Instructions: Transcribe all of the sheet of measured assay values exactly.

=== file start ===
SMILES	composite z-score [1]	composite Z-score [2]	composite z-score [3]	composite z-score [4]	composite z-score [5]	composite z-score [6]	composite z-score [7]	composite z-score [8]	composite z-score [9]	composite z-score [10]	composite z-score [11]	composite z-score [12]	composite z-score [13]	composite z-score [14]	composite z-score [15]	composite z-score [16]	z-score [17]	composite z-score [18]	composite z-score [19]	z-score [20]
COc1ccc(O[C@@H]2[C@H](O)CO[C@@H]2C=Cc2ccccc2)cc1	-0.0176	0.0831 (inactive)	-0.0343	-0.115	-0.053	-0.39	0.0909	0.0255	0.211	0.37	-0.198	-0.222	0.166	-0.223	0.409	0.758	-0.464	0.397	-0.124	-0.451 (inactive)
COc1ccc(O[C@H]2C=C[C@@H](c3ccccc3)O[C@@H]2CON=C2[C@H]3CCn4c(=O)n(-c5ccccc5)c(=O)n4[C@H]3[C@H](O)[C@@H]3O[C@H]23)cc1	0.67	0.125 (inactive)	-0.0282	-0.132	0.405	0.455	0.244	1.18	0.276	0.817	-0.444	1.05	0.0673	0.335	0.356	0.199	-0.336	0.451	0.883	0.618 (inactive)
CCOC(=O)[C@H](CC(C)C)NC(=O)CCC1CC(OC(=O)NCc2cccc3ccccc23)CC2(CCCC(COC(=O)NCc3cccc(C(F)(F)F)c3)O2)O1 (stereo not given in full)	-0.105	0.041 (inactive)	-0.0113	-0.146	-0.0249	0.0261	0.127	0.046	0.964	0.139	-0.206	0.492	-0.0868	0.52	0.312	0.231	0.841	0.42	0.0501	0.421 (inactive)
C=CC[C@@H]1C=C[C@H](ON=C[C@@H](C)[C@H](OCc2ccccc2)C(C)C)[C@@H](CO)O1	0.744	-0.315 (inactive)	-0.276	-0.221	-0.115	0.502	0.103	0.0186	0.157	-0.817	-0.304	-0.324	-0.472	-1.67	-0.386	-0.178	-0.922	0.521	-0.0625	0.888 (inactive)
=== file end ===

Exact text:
SMILES	composite z-score [1]	composite Z-score [2]	composite z-score [3]	composite z-score [4]	composite z-score [5]	composite z-score [6]	composite z-score [7]	composite z-score [8]	composite z-score [9]	composite z-score [10]	composite z-score [11]	composite z-score [12]	composite z-score [13]	composite z-score [14]	composite z-score [15]	composite z-score [16]	z-score [17]	composite z-score [18]	composite z-score [19]	z-score [20]
COc1ccc(O[C@@H]2[C@H](O)CO[C@@H]2C=Cc2ccccc2)cc1	-0.0176	0.0831 (inactive)	-0.0343	-0.115	-0.053	-0.39	0.0909	0.0255	0.211	0.37	-0.198	-0.222	0.166	-0.223	0.409	0.758	-0.464	0.397	-0.124	-0.451 (inactive)
COc1ccc(O[C@H]2C=C[C@@H](c3ccccc3)O[C@@H]2CON=C2[C@H]3CCn4c(=O)n(-c5ccccc5)c(=O)n4[C@H]3[C@H](O)[C@@H]3O[C@H]23)cc1	0.67	0.125 (inactive)	-0.0282	-0.132	0.405	0.455	0.244	1.18	0.276	0.817	-0.444	1.05	0.0673	0.335	0.356	0.199	-0.336	0.451	0.883	0.618 (inactive)
CCOC(=O)[C@H](CC(C)C)NC(=O)CCC1CC(OC(=O)NCc2cccc3ccccc23)CC2(CCCC(COC(=O)NCc3cccc(C(F)(F)F)c3)O2)O1 (stereo not given in full)	-0.105	0.041 (inactive)	-0.0113	-0.146	-0.0249	0.0261	0.127	0.046	0.964	0.139	-0.206	0.492	-0.0868	0.52	0.312	0.231	0.841	0.42	0.0501	0.421 (inactive)
C=CC[C@@H]1C=C[C@H](ON=C[C@@H](C)[C@H](OCc2ccccc2)C(C)C)[C@@H](CO)O1	0.744	-0.315 (inactive)	-0.276	-0.221	-0.115	0.502	0.103	0.0186	0.157	-0.817	-0.304	-0.324	-0.472	-1.67	-0.386	-0.178	-0.922	0.521	-0.0625	0.888 (inactive)